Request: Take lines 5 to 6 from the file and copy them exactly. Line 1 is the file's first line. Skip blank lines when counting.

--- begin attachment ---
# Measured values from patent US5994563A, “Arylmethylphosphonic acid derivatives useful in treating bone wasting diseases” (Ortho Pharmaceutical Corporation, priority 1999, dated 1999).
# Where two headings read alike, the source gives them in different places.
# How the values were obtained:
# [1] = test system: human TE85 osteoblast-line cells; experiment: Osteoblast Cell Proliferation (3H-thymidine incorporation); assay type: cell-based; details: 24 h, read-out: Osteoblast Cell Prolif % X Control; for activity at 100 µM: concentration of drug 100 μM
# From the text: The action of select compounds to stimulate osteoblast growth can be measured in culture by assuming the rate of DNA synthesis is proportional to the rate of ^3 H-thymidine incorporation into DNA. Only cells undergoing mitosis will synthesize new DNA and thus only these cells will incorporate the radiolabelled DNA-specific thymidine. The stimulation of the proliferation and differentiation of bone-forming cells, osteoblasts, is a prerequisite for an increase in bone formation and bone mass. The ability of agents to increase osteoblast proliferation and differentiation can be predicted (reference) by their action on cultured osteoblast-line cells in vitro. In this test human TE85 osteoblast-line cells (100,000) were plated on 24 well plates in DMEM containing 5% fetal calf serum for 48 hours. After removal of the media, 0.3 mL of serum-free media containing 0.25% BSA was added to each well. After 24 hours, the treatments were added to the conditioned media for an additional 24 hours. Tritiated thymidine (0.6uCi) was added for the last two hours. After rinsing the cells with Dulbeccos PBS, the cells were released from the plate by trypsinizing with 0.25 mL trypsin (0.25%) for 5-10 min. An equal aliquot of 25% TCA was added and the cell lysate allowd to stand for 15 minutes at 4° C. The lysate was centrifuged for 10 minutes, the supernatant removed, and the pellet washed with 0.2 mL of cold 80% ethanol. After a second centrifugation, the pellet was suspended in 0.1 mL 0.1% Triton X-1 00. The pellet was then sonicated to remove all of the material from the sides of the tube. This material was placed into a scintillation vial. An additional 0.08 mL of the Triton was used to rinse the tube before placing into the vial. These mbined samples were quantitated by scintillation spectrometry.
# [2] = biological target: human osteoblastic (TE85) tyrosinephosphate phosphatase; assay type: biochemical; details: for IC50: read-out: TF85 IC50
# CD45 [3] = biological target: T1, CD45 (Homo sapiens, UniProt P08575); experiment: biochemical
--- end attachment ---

# From the text: The action of select compounds to stimulate osteoblast growth can be measured in culture by assuming the rate of DNA synthesis is proportional to the rate of ^3 H-thymidine incorporation into DNA. Only cells undergoing mitosis will synthesize new DNA and thus only these cells will incorporate the radiolabelled DNA-specific thymidine. The stimulation of the proliferation and differentiation of bone-forming cells, osteoblasts, is a prerequisite for an increase in bone formation and bone mass. The ability of agents to increase osteoblast proliferation and differentiation can be predicted (reference) by their action on cultured osteoblast-line cells in vitro. In this test human TE85 osteoblast-line cells (100,000) were plated on 24 well plates in DMEM containing 5% fetal calf serum for 48 hours. After removal of the media, 0.3 mL of serum-free media containing 0.25% BSA was added to each well. After 24 hours, the treatments were added to the conditioned media for an additional 24 hours. Tritiated thymidine (0.6uCi) was added for the last two hours. After rinsing the cells with Dulbeccos PBS, the cells were released from the plate by trypsinizing with 0.25 mL trypsin (0.25%) for 5-10 min. An equal aliquot of 25% TCA was added and the cell lysate allowd to stand for 15 minutes at 4° C. The lysate was centrifuged for 10 minutes, the supernatant removed, and the pellet washed with 0.2 mL of cold 80% ethanol. After a second centrifugation, the pellet was suspended in 0.1 mL 0.1% Triton X-1 00. The pellet was then sonicated to remove all of the material from the sides of the tube. This material was placed into a scintillation vial. An additional 0.08 mL of the Triton was used to rinse the tube before placing into the vial. These mbined samples were quantitated by scintillation spectrometry.
# [2] = biological target: human osteoblastic (TE85) tyrosinephosphate phosphatase; assay type: biochemical; details: for IC50: read-out: TF85 IC50